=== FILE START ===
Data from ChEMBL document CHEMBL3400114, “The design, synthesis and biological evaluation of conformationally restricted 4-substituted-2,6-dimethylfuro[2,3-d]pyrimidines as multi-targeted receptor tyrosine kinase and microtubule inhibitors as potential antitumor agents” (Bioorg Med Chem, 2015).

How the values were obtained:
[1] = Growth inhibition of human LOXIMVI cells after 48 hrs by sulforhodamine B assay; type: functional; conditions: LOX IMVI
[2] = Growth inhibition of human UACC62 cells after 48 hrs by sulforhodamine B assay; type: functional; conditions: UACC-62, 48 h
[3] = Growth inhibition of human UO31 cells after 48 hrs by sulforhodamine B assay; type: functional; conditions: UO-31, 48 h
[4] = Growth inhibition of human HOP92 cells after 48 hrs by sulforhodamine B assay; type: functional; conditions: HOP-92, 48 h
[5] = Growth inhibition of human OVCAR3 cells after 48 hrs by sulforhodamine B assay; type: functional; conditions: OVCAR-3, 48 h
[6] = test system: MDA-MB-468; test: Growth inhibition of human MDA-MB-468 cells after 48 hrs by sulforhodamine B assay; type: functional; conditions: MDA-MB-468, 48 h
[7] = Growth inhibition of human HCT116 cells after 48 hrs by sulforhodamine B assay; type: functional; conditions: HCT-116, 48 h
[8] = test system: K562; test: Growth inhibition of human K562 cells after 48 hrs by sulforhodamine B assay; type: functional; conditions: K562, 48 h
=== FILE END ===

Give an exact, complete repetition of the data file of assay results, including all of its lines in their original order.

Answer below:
Data from ChEMBL document CHEMBL3400114, “The design, synthesis and biological evaluation of conformationally restricted 4-substituted-2,6-dimethylfuro[2,3-d]pyrimidines as multi-targeted receptor tyrosine kinase and microtubule inhibitors as potential antitumor agents” (Bioorg Med Chem, 2015).

How the values were obtained:
[1] = Growth inhibition of human LOXIMVI cells after 48 hrs by sulforhodamine B assay; type: functional; conditions: LOX IMVI
[2] = Growth inhibition of human UACC62 cells after 48 hrs by sulforhodamine B assay; type: functional; conditions: UACC-62, 48 h
[3] = Growth inhibition of human UO31 cells after 48 hrs by sulforhodamine B assay; type: functional; conditions: UO-31, 48 h
[4] = Growth inhibition of human HOP92 cells after 48 hrs by sulforhodamine B assay; type: functional; conditions: HOP-92, 48 h
[5] = Growth inhibition of human OVCAR3 cells after 48 hrs by sulforhodamine B assay; type: functional; conditions: OVCAR-3, 48 h
[6] = test system: MDA-MB-468; test: Growth inhibition of human MDA-MB-468 cells after 48 hrs by sulforhodamine B assay; type: functional; conditions: MDA-MB-468, 48 h
[7] = Growth inhibition of human HCT116 cells after 48 hrs by sulforhodamine B assay; type: functional; conditions: HCT-116, 48 h
[8] = test system: K562; test: Growth inhibition of human K562 cells after 48 hrs by sulforhodamine B assay; type: functional; conditions: K562, 48 h